What’s on at the Tropic
by Phil Mann
I kept a boat on New York’s City Island for a while, so I know the place. If you can imagine Key West uprooted and dropped alongside the Bronx, you might have an idea. The old, raffish Key West, that is. The new movie CITY ISLAND, set on this geographical oddity, is a family story, about a family full of people with secret lives that would feel right at home on our southernmost island.
The father Vincent Rizzo (Andy Garcia) is a corrections officer (don’t say “prison guard”) who really wants to be an actor. His son Vince, Jr. (Ezra Miller) has unusual sex fantasies, while his daughter Vivian (played by Garcia’s own daughter Dominik García-Lorido) isn’t exactly the college student her parents think she is.
But those aren’t the only secrets in this family. Vincent has an even bigger one, and it’s the core of this serio-comic working-class story. No spoilers here, but it involves a handsome hunk of an ex-con (Steven Strait, buff and bold from 10,000 B.C.).
Writer-director Raymond De Fellita has begun to make a modest name for himself with quiet domestic dramas. City Island, a real crowd-pleaser that won the Audience Award at last year’s Tribeca Film Festival, may be his breakthrough movie. Producing company Paradigm Productions is said to have put De Fellita and Andy Garcia together. It’s a great arranged marriage.
Though you wouldn’t expect it, there’s even a bit of humor in LOURDES, a narrative film about Christine, a girl with MS who seeks a cure at the fabled French shrine. Sylvia Testud is wonderfully appealing as Christine. You’ll remember her as Edith Piaf’s sidekick Mômone in La Vie En Rose. Lourdes is not a film that tries to explain, investigate, or debunk the healing claims, but rather an“intelligent, rigorously thoughtful, somewhat sly film” (New York Times), “a cosmic black comedy that bumps up against the metaphysical” (Time Out New York). Guess you’ll have to see it to know.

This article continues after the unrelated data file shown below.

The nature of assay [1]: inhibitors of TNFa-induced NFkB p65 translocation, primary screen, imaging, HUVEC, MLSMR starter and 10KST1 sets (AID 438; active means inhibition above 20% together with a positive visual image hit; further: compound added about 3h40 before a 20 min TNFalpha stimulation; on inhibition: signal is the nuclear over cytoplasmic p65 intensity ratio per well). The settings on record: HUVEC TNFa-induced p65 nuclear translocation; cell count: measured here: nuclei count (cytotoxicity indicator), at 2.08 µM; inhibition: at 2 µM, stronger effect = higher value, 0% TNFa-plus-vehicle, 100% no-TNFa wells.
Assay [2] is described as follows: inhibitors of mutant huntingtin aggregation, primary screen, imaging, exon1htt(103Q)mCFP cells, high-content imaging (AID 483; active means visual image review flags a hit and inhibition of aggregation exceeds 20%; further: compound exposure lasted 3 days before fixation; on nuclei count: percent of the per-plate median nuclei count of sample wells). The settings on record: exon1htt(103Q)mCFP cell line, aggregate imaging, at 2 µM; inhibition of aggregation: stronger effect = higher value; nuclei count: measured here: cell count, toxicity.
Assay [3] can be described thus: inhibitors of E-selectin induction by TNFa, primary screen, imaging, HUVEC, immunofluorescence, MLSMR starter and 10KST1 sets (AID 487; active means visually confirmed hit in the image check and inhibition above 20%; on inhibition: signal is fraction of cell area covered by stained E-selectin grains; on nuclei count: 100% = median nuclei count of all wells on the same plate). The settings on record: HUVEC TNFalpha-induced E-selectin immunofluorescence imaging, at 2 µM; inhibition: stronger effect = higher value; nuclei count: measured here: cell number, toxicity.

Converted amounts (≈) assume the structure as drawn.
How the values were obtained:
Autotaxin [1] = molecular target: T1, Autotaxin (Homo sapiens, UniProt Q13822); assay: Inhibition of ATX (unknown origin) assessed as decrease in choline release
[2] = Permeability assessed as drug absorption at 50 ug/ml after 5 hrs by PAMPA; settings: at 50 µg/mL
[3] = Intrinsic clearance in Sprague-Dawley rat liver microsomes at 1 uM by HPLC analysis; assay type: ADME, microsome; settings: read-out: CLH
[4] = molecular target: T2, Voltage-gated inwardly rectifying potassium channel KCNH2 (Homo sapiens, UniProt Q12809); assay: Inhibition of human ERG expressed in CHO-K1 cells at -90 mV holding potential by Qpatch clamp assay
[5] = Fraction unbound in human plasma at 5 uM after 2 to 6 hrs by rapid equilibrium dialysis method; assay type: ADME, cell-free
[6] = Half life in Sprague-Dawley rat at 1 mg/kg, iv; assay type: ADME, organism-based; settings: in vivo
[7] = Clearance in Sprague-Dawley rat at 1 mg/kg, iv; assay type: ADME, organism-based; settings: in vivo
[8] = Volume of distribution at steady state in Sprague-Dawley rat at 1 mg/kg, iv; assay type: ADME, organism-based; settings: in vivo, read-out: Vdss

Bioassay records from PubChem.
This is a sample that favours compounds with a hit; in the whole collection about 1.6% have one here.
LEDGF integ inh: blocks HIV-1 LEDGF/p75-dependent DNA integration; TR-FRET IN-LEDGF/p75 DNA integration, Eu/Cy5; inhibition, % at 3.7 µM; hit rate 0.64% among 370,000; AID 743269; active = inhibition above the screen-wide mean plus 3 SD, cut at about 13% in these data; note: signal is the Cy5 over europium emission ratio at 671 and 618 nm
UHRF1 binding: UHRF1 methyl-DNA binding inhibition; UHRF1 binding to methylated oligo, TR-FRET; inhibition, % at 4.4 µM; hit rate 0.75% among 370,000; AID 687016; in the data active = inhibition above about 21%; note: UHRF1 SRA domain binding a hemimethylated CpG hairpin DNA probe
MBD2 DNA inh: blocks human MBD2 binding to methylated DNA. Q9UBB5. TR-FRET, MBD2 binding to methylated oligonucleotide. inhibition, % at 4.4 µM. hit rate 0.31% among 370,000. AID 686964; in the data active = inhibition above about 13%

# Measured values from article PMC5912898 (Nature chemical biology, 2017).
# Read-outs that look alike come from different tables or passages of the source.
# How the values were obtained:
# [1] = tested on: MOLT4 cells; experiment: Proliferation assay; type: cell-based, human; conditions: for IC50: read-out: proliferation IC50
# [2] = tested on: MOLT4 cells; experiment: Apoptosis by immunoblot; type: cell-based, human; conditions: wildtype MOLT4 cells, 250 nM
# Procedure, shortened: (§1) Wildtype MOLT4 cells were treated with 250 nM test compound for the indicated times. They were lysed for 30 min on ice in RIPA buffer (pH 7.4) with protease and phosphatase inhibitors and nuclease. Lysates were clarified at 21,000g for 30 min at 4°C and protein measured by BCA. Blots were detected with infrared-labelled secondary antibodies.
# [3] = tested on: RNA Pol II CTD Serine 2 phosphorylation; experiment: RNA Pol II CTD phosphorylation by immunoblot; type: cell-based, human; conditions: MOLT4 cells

That’s probably not for the kids, but THE SECRET OF KELLS most definitely is. From the production team that gave us the wonderful The Triplets of Bellville, this animated film was nominated for the 2010 Academy Award by some folks who appreciated an alternative to the Disney-Pixar style. There’s a real Book of Kells, a famous medieval illustrated manuscript in the library of Trinity College, Dublin. The movie is the story of a young monk, Brendan, and his adventures to help complete the book. The kids will love the quest adventure, and you’ll marvel at the majestic, illuminated-manuscript-inspired art. A treasure.
And, as they say, last but not least, is a documentary about The Doors and Jim Morrison, WHEN YOU’RE STRANGE. It’s not a talking heads doc, full of interviews. This is an unvarnished Music doc, full of all The Doors music and archival footage, including clips from a movie that Morrison made of himself. “A trippy, fascinating documentary… a mesmerizing, behind-the-music glimpse at a crucial and bizarre moment in rock history. Damn! This shit is powerful, dude.” (Salon.com). Come on baby, Light My Fire!
[from Key West, the newspaper - www.kwtn.com]